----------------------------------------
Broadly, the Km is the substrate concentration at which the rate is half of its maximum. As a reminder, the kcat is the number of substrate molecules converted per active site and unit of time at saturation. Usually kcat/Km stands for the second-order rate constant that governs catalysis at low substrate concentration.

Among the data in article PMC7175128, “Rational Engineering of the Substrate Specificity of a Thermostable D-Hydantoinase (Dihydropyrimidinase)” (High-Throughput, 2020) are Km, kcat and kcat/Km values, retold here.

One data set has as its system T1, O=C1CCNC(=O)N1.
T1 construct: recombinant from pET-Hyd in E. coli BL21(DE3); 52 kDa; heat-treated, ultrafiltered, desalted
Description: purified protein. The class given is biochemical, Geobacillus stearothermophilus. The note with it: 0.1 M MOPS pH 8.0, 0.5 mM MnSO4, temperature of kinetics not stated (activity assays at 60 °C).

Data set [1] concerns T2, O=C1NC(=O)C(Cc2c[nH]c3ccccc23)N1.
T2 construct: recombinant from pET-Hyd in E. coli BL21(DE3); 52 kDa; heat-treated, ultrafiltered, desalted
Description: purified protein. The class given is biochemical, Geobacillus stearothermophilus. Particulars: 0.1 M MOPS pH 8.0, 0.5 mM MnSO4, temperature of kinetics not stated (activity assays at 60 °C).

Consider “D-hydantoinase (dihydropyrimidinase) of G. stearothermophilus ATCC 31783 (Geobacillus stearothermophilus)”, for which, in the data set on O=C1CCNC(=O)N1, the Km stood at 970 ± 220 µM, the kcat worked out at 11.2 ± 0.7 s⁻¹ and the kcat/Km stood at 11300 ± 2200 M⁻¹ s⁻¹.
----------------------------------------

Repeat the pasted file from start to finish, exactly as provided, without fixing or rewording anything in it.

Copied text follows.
Broadly, the Km is the substrate concentration at which the rate is half of its maximum. As a reminder, the kcat is the number of substrate molecules converted per active site and unit of time at saturation. Usually kcat/Km stands for the second-order rate constant that governs catalysis at low substrate concentration.

Among the data in article PMC7175128, “Rational Engineering of the Substrate Specificity of a Thermostable D-Hydantoinase (Dihydropyrimidinase)” (High-Throughput, 2020) are Km, kcat and kcat/Km values, retold here.

One data set has as its system T1, O=C1CCNC(=O)N1.
T1 construct: recombinant from pET-Hyd in E. coli BL21(DE3); 52 kDa; heat-treated, ultrafiltered, desalted
Description: purified protein. The class given is biochemical, Geobacillus stearothermophilus. The note with it: 0.1 M MOPS pH 8.0, 0.5 mM MnSO4, temperature of kinetics not stated (activity assays at 60 °C).

Data set [1] concerns T2, O=C1NC(=O)C(Cc2c[nH]c3ccccc23)N1.
T2 construct: recombinant from pET-Hyd in E. coli BL21(DE3); 52 kDa; heat-treated, ultrafiltered, desalted
Description: purified protein. The class given is biochemical, Geobacillus stearothermophilus. Particulars: 0.1 M MOPS pH 8.0, 0.5 mM MnSO4, temperature of kinetics not stated (activity assays at 60 °C).

Consider “D-hydantoinase (dihydropyrimidinase) of G. stearothermophilus ATCC 31783 (Geobacillus stearothermophilus)”, for which, in the data set on O=C1CCNC(=O)N1, the Km stood at 970 ± 220 µM, the kcat worked out at 11.2 ± 0.7 s⁻¹ and the kcat/Km stood at 11300 ± 2200 M⁻¹ s⁻¹.